What Is Narrative

This may be a cliché by now, attributed to many people, including Leo Tolstoy, but it blew my mind the first time I heard it.


  1. A stranger comes to town
  2. A man takes a journey

The above had a revelatory effect on my interviewing. I suddenly understood the human story is universal. So when I sat down to interview the male Somali pirate, I could take the same approach I used with that female romance novelist. Sure, the tone, the details, the musical choices and chapters (more on this later) will be different, but the big human motivational questions are just the same for everyone, everywhere.

These two big story molecules atomize down to the following elements:

  1. Motivation – Who are you speaking with? From where? What did this person do? And perhaps most importantly, why does this matter? What happened to put this person on their journey? Why did this person want a stranger to come to town?
  2. Exposition – What happened along the journey? Who did he or she meet? Build detail upon detail, fact upon fact in a crescendo of events until…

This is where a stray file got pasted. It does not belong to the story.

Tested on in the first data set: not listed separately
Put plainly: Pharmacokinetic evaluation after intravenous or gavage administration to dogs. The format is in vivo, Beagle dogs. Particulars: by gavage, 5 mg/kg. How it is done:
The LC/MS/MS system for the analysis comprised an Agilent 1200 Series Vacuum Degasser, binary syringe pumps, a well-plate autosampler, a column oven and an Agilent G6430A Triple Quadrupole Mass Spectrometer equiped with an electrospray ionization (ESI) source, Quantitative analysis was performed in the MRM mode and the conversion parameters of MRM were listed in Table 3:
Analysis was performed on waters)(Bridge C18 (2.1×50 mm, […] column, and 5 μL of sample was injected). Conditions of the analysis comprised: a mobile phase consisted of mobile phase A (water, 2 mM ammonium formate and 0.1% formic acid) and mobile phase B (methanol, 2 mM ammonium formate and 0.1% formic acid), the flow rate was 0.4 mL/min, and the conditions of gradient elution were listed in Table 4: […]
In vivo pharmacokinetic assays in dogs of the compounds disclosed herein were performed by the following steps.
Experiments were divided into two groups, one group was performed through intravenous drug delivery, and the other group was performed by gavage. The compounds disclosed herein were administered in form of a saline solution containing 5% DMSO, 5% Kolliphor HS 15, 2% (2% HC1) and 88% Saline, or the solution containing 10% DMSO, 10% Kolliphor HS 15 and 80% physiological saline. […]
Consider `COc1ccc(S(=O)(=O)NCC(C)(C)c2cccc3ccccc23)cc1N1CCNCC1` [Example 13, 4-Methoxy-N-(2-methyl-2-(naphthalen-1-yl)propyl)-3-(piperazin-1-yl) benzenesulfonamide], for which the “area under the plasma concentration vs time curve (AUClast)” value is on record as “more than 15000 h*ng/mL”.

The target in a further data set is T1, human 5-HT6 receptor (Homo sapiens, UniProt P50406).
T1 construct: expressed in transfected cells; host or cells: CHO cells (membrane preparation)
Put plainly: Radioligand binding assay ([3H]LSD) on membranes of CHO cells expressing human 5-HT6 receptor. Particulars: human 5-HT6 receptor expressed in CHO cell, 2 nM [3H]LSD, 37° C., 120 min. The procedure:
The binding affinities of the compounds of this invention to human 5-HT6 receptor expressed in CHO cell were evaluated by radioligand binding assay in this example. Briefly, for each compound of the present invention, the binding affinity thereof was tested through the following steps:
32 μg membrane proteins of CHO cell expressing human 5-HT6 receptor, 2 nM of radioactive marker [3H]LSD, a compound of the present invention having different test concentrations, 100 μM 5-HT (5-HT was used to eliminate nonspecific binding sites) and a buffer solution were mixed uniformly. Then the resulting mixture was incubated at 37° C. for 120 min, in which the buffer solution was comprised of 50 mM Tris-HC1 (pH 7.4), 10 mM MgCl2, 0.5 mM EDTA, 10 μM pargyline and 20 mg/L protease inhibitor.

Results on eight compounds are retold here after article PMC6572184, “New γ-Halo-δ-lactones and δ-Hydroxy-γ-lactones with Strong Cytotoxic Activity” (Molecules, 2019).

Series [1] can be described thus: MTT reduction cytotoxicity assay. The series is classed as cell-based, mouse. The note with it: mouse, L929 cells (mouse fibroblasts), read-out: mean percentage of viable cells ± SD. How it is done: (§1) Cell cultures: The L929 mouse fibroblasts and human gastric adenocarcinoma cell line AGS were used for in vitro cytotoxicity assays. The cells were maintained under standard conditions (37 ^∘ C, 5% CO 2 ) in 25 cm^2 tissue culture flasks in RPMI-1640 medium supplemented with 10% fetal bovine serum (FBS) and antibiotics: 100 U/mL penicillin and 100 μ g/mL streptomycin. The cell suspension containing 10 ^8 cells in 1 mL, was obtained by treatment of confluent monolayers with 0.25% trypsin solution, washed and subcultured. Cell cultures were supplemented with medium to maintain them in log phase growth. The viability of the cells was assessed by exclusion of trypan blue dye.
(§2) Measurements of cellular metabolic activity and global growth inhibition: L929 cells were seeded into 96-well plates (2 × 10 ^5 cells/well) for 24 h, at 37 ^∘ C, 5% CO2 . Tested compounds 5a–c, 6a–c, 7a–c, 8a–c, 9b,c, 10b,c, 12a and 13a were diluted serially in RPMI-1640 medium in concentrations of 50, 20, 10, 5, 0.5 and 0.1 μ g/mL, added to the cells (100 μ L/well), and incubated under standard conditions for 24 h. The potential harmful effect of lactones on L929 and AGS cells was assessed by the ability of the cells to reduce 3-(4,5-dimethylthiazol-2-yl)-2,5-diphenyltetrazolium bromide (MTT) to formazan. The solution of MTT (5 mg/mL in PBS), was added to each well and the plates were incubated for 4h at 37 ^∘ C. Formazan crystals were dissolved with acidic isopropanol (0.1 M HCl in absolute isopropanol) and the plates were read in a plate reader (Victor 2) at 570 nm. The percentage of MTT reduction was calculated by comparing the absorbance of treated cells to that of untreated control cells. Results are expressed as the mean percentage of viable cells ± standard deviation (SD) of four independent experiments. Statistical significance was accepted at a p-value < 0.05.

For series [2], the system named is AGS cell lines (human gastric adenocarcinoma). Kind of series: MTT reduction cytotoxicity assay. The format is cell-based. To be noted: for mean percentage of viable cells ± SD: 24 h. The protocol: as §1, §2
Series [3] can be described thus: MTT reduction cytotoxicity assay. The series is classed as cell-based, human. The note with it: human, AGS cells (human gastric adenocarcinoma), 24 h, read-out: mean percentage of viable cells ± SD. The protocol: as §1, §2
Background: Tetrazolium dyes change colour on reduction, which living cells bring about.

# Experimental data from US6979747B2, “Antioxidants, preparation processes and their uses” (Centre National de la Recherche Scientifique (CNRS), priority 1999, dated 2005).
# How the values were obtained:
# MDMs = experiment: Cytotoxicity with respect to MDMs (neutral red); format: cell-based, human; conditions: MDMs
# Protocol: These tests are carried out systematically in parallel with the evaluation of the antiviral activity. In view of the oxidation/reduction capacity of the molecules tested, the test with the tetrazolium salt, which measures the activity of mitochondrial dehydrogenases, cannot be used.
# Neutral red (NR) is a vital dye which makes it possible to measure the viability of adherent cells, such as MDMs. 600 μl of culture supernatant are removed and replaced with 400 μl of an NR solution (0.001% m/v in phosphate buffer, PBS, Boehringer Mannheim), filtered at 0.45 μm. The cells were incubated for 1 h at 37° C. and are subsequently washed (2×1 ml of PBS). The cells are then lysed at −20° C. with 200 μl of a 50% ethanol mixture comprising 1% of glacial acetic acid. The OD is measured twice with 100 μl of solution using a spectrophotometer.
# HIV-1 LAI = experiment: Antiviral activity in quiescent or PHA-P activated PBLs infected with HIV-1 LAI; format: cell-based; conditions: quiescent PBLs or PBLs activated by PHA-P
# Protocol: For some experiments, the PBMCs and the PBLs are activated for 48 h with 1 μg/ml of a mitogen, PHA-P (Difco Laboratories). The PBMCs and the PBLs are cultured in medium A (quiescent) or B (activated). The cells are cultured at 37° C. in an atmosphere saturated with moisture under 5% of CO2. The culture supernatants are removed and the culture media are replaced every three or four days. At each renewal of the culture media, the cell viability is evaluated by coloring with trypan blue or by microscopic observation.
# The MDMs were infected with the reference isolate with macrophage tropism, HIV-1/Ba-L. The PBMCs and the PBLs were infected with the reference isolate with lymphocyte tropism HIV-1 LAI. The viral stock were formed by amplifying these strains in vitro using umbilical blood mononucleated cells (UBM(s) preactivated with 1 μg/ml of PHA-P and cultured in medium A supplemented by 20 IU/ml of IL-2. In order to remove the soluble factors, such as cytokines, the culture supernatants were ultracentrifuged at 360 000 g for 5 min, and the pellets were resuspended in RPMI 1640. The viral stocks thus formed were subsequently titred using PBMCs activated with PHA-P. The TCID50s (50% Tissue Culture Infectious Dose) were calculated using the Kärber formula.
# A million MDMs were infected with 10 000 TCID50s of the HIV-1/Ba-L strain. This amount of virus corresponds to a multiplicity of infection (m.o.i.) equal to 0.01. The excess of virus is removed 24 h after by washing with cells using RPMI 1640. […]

3. Life-changing Event – Feel free to call this: “turning point” or “unexpected twist.”
  4. Catharsis – How has your guest been changed by the journey or for having had this stranger come to town?

Didn’t we learn all this in junior high? This means that when you search for guests, you need to make sure that they have a story that fits the above template. If you do, it will always resonate with the audience.

We interviewed, Arunchalam Muruganantham, an Indian man from a small rural village who was in the process of becoming a millionaire because he invented a maxi pad that was affordable for the masses of Indian women who couldn’t afford it. Sounds like the simple story of an entrepreneur who came up with an idea whose time had come? Nothing simple about it. This was an incredible and slightly gross human odyssey that breaks down like this:

  1. Motivation – Our hero had no idea most Indian woman couldn’t afford sanitary pads until he caught his wife doing something unsanitary. He wanted to help her and all Indian women.
  2. Exposition – Our hero tries out all kinds of materials with female medical students. His wife finds out and leaves him. He invents a bag that makes him bleed like a woman and he experiments on himself. His village catches him leaking and kicks him out. Eventually even his mother walks out on him. He is alone for years, suffering, outcast, obsessed with cracking the problem, living on next to nothing until…
  3. Life Changing Event – He finally invents a machine that can create maxipad fibers for next to nothing in the same way the multimillion dollar machines in the big western factories do. Poor women all over India start buying his pads. The Indian press gets wind of his success. He becomes a star. He starts to make money. The president of India decorates him!